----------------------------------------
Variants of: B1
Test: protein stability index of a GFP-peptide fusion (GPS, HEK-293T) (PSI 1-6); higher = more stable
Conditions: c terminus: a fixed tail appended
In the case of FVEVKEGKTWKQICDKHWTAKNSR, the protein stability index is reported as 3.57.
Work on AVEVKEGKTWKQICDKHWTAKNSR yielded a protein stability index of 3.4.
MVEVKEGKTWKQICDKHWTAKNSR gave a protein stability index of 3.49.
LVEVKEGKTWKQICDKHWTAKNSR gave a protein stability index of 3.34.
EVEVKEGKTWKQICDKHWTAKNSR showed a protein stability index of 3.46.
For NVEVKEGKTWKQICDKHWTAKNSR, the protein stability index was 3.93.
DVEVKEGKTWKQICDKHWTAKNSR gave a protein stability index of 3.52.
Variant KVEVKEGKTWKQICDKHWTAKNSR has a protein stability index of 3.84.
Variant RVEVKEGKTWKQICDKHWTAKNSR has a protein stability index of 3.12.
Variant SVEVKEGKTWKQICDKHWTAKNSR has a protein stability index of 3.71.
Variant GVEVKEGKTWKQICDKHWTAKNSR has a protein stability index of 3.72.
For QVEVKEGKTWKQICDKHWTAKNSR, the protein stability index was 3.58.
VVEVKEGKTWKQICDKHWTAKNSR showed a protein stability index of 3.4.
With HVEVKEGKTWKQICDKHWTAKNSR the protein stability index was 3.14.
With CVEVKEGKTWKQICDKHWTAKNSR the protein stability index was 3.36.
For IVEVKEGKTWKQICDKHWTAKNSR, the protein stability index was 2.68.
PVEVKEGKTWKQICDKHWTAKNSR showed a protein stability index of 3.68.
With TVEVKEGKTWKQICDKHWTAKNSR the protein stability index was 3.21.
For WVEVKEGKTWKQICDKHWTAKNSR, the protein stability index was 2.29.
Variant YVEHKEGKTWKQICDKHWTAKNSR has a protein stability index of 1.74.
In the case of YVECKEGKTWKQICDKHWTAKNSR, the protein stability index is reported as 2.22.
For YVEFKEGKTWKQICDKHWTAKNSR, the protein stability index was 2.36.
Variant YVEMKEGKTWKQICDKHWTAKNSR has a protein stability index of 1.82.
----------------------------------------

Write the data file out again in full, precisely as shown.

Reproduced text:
Variants of: B1
Test: protein stability index of a GFP-peptide fusion (GPS, HEK-293T) (PSI 1-6); higher = more stable
Conditions: c terminus: a fixed tail appended
In the case of FVEVKEGKTWKQICDKHWTAKNSR, the protein stability index is reported as 3.57.
Work on AVEVKEGKTWKQICDKHWTAKNSR yielded a protein stability index of 3.4.
MVEVKEGKTWKQICDKHWTAKNSR gave a protein stability index of 3.49.
LVEVKEGKTWKQICDKHWTAKNSR gave a protein stability index of 3.34.
EVEVKEGKTWKQICDKHWTAKNSR showed a protein stability index of 3.46.
For NVEVKEGKTWKQICDKHWTAKNSR, the protein stability index was 3.93.
DVEVKEGKTWKQICDKHWTAKNSR gave a protein stability index of 3.52.
Variant KVEVKEGKTWKQICDKHWTAKNSR has a protein stability index of 3.84.
Variant RVEVKEGKTWKQICDKHWTAKNSR has a protein stability index of 3.12.
Variant SVEVKEGKTWKQICDKHWTAKNSR has a protein stability index of 3.71.
Variant GVEVKEGKTWKQICDKHWTAKNSR has a protein stability index of 3.72.
For QVEVKEGKTWKQICDKHWTAKNSR, the protein stability index was 3.58.
VVEVKEGKTWKQICDKHWTAKNSR showed a protein stability index of 3.4.
With HVEVKEGKTWKQICDKHWTAKNSR the protein stability index was 3.14.
With CVEVKEGKTWKQICDKHWTAKNSR the protein stability index was 3.36.
For IVEVKEGKTWKQICDKHWTAKNSR, the protein stability index was 2.68.
PVEVKEGKTWKQICDKHWTAKNSR showed a protein stability index of 3.68.
With TVEVKEGKTWKQICDKHWTAKNSR the protein stability index was 3.21.
For WVEVKEGKTWKQICDKHWTAKNSR, the protein stability index was 2.29.
Variant YVEHKEGKTWKQICDKHWTAKNSR has a protein stability index of 1.74.
In the case of YVECKEGKTWKQICDKHWTAKNSR, the protein stability index is reported as 2.22.
For YVEFKEGKTWKQICDKHWTAKNSR, the protein stability index was 2.36.
Variant YVEMKEGKTWKQICDKHWTAKNSR has a protein stability index of 1.82.